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With underemployment at record high and 700,000 people unemployed it was little wonder people are crying out for a jobs plan.
With underemployment at record high and 700,000 people unemployed it was little wonder people are crying out for a jobs plan.

Stormy Politics Affecting Australia’s Economic Growth

If the economy did go backwards, it will serve as a wake-up call for Australia’s politicians

Stormy Politics Affecting Australia’s Economic Growth

Economists fear the Australian economy went backwards during the September quarter, which if correct will be a jolt for Malcolm Turnbull's government after going to this year's polls on a mantra of "jobs and growth". It would explain the subdued employment growth in recent months.
Analysts downgraded their already somber economic growth forecasts for Wednesday's national accounts after weak exports and government finance figures on Tuesday, with some predicting a negative quarterly result, which would be the first since March 2011, AAP reported.
Back then the contraction was the result of adverse weather events domestically and earthquakes in neighboring New Zealand and Japan, Australia's second-largest trading partner.
This time around it looks like being the impact of stormy political events—Brexit, the uncertainty over the US election and Australia's own eight-week election campaign, the longest in living memory.
However, it has been 25 years since there has been two consecutive quarters of negative economic growth, which constitutes a recession.
Even a flat quarterly economic growth outcome, as some predict, would send the annual rate reeling to 2.3% after striking a perky 3.3% rate as of June.
If the economy did go backwards, Commonwealth Securities chief economist Craig James said it will serve as a wake-up call for Australia's politicians.
"The message from consumers and businesses is that the major parties need to flesh out reforms, especially on taxation, that will give Australians confidence to spend, invest and employ," he said.
However, such concerns weren't enough to stir the Reserve Bank into action at its final board meeting of the year, leaving the official cash rate at a record-low 1.5%.
Central bank governor Philip Lowe said the economy is continuing its transition following the mining investment boom. "Some slowing in the year-ended growth rate is likely, before it picks up again next year," Lowe said in a statement, pointing to a future pick-up in exports as completed resource projects come on line. The RBA's next meeting is in February.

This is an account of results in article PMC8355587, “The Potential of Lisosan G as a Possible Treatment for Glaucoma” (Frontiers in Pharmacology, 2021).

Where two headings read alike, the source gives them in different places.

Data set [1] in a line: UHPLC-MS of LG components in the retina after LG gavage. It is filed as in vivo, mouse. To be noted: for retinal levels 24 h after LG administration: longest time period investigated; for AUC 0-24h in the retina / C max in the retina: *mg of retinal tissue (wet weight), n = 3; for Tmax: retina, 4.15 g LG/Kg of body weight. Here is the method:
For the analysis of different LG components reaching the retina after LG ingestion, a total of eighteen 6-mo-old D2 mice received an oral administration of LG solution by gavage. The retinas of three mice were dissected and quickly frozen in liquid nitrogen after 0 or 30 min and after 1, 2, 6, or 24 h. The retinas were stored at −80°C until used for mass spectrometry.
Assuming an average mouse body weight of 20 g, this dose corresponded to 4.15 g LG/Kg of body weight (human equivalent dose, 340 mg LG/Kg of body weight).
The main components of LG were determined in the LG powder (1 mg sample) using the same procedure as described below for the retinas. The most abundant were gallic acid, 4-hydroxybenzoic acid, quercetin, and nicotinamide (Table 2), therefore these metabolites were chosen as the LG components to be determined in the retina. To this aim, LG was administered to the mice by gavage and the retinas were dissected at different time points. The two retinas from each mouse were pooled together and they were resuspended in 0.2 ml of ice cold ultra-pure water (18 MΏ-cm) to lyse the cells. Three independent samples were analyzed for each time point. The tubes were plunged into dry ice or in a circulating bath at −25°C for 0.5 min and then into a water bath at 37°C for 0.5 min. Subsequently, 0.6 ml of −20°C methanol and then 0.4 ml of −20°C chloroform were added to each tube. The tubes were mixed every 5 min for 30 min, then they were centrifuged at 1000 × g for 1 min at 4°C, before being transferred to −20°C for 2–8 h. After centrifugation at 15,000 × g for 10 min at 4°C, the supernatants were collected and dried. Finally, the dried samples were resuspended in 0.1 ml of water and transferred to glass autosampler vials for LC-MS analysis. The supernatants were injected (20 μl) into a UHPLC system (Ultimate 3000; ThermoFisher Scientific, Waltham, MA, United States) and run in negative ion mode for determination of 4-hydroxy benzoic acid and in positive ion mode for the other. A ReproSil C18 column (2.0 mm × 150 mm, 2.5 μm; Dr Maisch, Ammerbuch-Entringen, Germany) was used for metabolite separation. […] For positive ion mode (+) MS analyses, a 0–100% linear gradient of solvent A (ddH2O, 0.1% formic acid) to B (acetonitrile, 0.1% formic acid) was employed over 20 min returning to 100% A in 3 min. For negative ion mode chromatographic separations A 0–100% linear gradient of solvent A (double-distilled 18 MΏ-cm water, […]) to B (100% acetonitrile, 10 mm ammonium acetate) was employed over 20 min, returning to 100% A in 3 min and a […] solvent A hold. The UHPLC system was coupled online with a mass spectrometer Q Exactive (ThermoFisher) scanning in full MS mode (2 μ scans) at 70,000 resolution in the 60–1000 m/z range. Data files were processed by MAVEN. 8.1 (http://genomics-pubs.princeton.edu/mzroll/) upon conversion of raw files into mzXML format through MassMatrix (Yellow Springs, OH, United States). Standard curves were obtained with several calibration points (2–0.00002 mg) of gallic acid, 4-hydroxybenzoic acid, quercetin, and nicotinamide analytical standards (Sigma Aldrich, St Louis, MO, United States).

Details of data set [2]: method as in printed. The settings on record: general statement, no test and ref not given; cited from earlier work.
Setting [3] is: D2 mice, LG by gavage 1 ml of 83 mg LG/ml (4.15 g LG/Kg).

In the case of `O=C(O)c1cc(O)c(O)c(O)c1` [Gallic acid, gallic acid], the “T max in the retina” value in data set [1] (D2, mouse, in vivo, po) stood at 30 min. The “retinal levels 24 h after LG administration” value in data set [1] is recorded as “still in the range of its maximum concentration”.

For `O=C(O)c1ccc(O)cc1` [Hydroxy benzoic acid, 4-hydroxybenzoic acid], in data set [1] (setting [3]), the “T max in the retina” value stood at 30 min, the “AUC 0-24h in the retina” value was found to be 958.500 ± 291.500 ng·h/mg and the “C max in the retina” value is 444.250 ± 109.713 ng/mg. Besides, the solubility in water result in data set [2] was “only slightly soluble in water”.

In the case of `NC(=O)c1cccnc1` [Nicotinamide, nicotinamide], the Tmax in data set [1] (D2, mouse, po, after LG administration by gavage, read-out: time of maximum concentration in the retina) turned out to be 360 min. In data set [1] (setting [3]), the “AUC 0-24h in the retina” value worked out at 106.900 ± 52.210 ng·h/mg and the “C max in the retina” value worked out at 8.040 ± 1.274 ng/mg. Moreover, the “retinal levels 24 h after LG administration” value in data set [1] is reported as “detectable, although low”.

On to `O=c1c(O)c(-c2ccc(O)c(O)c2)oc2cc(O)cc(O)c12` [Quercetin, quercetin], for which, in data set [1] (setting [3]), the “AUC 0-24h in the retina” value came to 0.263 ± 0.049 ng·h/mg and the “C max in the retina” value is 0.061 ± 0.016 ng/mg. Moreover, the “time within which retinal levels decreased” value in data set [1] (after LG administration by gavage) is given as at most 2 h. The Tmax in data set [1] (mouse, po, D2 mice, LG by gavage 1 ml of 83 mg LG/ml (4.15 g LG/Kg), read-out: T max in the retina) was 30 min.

All Eyes on Jobs
A new poll found the economy is front and center of people's minds heading into 2017, whether it be jobs, growth or the budget deficit.
The latest Newspoll found more than one in three respondents nominate jobs and growth as their key concern as 2016 draws to a close. Fretting over the budget deficit is next best, cited by 16%.

With underemployment at a record high and 700,000 people unemployed it was little wonder people are crying out for a jobs plan, opposition employment spokesman Brendan O'Connor said.
"The jobs and growth slogan of the prime minister didn't do well in the election campaign and I don't think people see anything underneath it," O'Connor told Sky News on Tuesday.
But Prime Minister Malcolm Turnbull insists his government has been able to get one element of its economic plan after another through the parliament.
"I'm committed to delivering strong economic growth and great jobs, more jobs and better jobs for all Australians," he told reporters in Sydney.
Growth Figures
Trade figures, also released on Tuesday, show that imports grew faster than exports in the September quarter, by what the Bureau said was enough to detract 0.2 percentage points from economic growth.
Even before Tuesday's news, growth in the quarter was looking week. Business investment figures released on Thursday showed mining investment slid 7% in the quarter, manufacturing investment 5%, and services investment 2%.
Wage growth figures were the weakest on record—just 1.9% over the quarter. Retail sales were also weak, falling in seasonally adjusted volume terms. Sales picked up in October and the Reserve Bank's business liaison program indicates they picked up further in November, but neither of those months will feed into the September quarter growth figure to be released on Wednesday.

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